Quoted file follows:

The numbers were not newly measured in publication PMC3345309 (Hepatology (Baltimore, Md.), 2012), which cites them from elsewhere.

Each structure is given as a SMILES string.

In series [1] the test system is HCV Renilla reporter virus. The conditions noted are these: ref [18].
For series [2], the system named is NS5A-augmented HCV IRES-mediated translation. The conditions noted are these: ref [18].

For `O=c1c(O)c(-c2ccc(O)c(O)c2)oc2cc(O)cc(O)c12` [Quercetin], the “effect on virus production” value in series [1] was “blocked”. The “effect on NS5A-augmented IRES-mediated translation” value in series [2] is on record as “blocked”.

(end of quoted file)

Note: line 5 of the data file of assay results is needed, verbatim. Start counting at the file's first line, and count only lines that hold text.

For `O=c1c(O)c(-c2ccc(O)c(O)c2)oc2cc(O)cc(O)c12` [Quercetin], the “effect on virus production” value in series [1] was “blocked”. The “effect on NS5A-augmented IRES-mediated translation” value in series [2] is on record as “blocked”.